Sata, Daily Nation case on today

Trial in a matter in which President Michael Sata has sued the Daily Nation newspaper proprietor Richard Sakala and University of Zambia lecturer Choolwe Beyani for defamation resumes today.

When President Sata first appeared in court, he disparaged Lusaka prominent lawyers Vincent Malambo by alleging that he was removed from representing the Development Bank of Zambia (DBZ) because of incompetence forcing the lawyer to apply to join in the matter to which the President has objected.

But last week, State Counsel Eric Silwamba told the High Court that Sata waived his immunity the moment he subjected himself to the jurisdiction of the Lusaka High Court because the shield of Presidential immunity was not intended as a spear to disparage, defame and malign citizens.

“The plaintiff has brought himself into the jurisdiction of this court and cannot be heard to use immunity.” He said, referring to the evidence President Sata gave when he disparaged the professional competence of prominent Lusaka Lawyer Vincent Malambo early this month.

“This court has inherent powers to protect non-parties from being defamed especially where the person involved is an officer of the Court.” Mr. Silwamba told Judge Lengalenga who is presiding over the matter.

Order 15 of the laws, he said, conferred wide discretion on the court to join parties, even against the wishes of the plaintiff.

The shield of immunity attached to the presidency as an institution, he said, was not licence for the office holder to use as a spear to execute malicious defamation of individual, because such defamation during court proceedings was not protected by law.

Instead, he said, the court enjoyed wide discretionary powers to join individuals whose character and professional standing would be injured by such court proceedings.

The President, he said, could not enjoy immunity to maliciously defame and injure the professional standing of an individual, such as Vincent Malambo, a lawyer who was also an officer of the court.

Mr. Silwamba was responding to objections against prominent Lusaka Lawyer Vincent Malambo to join the case in which the President has sued the Daily Nation for defamation following the publication of a story that he was shielding his friends Mutembo Nchito the DPP, Fred M’membe the owner of Post Newspaper and Nchima Nchito- all directors of the defunct Zambian Airways from paying back K14billion to the Development Bank of Zambia which according to Judge Nigel Mutuna was obtained by fraudulent misrepresentation.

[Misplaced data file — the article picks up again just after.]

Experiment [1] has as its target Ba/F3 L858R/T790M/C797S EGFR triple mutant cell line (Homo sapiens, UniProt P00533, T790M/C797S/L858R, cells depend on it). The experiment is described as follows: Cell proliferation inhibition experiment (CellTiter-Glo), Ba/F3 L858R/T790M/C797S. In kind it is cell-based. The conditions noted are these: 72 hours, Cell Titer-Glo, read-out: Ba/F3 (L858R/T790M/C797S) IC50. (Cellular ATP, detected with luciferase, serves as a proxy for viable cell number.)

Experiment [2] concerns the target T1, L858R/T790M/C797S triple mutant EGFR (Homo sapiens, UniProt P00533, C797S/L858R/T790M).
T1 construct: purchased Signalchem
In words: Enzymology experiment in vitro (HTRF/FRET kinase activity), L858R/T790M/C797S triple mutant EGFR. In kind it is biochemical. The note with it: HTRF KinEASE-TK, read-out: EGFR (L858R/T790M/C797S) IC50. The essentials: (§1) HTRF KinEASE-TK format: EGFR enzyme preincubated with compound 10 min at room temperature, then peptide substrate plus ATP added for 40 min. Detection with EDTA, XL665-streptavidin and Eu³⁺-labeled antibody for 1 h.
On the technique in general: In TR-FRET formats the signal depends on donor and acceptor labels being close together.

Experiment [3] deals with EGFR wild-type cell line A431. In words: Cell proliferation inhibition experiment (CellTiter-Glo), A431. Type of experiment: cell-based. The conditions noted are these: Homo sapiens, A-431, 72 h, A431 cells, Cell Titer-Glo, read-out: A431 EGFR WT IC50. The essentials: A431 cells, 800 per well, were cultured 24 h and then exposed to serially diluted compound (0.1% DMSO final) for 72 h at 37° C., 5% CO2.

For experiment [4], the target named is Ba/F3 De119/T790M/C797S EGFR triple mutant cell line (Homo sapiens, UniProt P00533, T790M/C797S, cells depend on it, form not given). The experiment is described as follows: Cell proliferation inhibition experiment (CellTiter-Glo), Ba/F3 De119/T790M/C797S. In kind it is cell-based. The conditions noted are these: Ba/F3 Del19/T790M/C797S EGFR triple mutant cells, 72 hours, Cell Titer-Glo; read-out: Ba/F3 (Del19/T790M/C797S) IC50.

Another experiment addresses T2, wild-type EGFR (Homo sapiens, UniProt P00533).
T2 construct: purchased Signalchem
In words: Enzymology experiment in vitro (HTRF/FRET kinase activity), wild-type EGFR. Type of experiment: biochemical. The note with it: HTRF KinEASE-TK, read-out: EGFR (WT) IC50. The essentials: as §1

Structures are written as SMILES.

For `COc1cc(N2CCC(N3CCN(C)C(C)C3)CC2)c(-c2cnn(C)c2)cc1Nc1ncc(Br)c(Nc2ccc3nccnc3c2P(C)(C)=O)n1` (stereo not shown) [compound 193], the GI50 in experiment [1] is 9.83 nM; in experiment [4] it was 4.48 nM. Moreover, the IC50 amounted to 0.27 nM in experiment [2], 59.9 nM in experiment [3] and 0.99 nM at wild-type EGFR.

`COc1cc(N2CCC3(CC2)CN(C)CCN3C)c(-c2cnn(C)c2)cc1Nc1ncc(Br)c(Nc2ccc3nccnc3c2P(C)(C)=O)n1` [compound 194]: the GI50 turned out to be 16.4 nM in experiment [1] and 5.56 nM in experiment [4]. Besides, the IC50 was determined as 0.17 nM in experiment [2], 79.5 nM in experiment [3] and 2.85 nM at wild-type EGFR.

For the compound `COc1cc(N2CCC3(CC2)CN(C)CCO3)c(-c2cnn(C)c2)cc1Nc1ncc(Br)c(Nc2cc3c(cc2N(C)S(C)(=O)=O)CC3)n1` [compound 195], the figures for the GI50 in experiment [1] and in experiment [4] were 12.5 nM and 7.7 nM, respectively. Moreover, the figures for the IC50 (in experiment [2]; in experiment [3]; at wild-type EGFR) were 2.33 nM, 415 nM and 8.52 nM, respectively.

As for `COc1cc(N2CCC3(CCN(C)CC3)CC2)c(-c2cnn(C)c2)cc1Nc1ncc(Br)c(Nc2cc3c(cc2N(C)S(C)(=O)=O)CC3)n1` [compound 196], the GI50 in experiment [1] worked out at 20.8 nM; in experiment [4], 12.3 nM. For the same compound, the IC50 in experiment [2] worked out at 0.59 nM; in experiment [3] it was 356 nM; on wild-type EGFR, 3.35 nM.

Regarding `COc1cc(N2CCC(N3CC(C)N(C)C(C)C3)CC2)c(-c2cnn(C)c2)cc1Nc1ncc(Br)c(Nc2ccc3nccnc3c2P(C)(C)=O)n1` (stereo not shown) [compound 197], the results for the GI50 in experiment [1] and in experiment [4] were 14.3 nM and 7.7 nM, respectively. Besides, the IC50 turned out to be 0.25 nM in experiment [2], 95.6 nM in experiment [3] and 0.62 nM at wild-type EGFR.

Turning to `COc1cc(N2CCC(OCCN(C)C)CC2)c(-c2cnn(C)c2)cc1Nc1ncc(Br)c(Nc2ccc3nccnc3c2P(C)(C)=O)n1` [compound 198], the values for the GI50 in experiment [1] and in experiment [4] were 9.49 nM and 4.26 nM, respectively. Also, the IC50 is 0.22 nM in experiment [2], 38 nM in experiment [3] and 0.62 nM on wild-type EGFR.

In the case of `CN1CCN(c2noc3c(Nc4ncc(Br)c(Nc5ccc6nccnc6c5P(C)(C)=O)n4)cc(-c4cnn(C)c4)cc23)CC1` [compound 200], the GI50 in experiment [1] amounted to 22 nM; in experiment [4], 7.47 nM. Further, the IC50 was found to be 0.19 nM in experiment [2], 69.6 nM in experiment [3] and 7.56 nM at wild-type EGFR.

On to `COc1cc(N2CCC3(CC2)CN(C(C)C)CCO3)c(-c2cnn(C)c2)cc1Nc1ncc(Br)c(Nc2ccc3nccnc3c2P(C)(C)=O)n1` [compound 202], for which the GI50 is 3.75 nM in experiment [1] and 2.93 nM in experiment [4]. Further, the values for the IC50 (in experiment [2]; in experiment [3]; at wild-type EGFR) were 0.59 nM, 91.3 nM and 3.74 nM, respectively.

When the matter came up in court in May, President Sata stunned the Lusaka High Court when he ordered a court marshal to look for a judge upon his arrival at the court for his defamation case.

Mr Sata who was accompanied by his son Lusaka Mayor Mulenga Sata, Justice Minister Wynter Kabimba and other party officials and cadres disembarked from his private beige BMW car and walked to the foyer where he immediately asked one of the marshals about the whereabouts of the Judge because he was tired of waiting.

“You court marshal where is your Judge. I am tired of waiting” as his lawyer tried to remind him on the need to maintain silence because there were processes and court etiquette to be observed.

The marshal quickly disappeared to the Judge’s chambers and came back  a few minutes later but Mr Sata was at it again and ordered him to go back  and  only come  with  the Judge much to embarrassment of the people that filled up the court.

When Mr Sata’s case was called, his lawyer Mr Bonaventure Mutale asked for a short adjournment from the trial Judge Justice Florence Lengalenga because the President had decided to personally testify.

According to the law, the Daily Nation and Mr Sakala’s lawyers will subject the President to rigorous questioning in an open court which could last long hours.

The matter was adjourned to June 24 and 25 for cross examination and trial respectively.

The Head of State is today expected to be cross examined by the defence lawyers after they had obtained an adjournment for further instructions from their client Richard Sakala.

In the same case Lusaka’s prominent lawyer Vincent Malambo applied to the Lusaka High Court as a joinder in the case but the head of a state through his lawyers rejected Malambo’s application as a joinder because Malambo was incompetent.

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